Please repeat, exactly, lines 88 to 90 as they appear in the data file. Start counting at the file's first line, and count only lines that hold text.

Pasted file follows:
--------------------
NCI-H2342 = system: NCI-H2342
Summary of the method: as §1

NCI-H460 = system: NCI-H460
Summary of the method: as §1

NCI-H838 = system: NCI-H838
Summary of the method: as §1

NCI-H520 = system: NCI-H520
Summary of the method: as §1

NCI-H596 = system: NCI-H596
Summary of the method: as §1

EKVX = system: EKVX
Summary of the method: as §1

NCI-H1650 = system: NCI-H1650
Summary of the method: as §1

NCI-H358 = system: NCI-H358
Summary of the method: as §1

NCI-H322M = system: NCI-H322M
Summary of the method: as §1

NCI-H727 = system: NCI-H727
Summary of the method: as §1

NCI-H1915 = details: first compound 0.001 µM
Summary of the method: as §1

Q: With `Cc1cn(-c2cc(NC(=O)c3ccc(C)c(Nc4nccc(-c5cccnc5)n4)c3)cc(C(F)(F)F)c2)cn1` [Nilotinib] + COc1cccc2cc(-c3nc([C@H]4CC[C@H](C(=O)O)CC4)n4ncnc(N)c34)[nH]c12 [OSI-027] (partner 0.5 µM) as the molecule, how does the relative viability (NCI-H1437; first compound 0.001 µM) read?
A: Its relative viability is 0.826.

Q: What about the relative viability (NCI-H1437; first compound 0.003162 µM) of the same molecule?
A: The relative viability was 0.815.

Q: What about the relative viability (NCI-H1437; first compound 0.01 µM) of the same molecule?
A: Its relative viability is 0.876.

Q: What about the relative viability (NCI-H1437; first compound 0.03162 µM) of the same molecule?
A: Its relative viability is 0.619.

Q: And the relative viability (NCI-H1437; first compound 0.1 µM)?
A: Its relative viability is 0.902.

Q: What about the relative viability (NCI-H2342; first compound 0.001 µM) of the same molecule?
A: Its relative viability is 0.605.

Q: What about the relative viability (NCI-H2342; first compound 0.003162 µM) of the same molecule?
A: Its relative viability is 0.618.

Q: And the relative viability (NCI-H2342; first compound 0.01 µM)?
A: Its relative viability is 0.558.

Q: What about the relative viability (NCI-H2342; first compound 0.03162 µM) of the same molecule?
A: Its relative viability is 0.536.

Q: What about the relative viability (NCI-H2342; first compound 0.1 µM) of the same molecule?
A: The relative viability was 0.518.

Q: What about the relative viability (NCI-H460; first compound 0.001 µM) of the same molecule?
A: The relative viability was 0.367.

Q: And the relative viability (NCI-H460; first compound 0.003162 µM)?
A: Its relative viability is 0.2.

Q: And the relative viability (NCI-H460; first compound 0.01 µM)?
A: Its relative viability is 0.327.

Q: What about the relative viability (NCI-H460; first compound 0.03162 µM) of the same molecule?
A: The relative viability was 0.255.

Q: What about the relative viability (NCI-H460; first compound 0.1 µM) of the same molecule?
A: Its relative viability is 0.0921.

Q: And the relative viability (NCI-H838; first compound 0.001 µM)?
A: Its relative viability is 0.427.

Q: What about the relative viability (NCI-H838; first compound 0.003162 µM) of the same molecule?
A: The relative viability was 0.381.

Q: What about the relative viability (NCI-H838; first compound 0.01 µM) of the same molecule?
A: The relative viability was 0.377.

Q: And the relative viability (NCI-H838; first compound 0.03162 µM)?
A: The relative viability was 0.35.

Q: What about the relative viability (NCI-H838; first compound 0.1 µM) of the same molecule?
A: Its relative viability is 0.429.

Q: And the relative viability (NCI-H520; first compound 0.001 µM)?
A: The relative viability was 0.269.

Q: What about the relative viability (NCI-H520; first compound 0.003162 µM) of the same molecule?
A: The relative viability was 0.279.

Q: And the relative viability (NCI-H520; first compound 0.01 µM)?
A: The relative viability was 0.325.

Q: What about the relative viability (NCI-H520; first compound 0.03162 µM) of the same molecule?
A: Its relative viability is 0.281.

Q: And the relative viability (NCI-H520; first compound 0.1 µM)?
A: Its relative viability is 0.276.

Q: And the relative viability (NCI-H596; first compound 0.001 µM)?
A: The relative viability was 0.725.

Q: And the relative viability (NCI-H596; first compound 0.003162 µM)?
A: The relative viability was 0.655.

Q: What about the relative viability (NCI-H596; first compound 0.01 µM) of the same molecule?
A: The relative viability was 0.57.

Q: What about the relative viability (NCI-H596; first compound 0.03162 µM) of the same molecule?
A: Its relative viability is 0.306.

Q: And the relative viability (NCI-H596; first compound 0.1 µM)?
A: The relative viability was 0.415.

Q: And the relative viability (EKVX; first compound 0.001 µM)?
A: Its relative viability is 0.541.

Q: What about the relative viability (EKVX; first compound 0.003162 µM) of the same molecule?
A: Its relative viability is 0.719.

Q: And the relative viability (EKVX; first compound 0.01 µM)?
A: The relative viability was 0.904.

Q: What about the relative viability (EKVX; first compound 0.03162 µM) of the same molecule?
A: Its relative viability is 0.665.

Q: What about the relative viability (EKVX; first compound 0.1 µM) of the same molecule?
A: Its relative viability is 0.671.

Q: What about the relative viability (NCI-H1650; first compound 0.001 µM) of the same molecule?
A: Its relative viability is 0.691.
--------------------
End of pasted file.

A: The relative viability was 0.904.

Q: What about the relative viability (EKVX; first compound 0.03162 µM) of the same molecule?
A: Its relative viability is 0.665.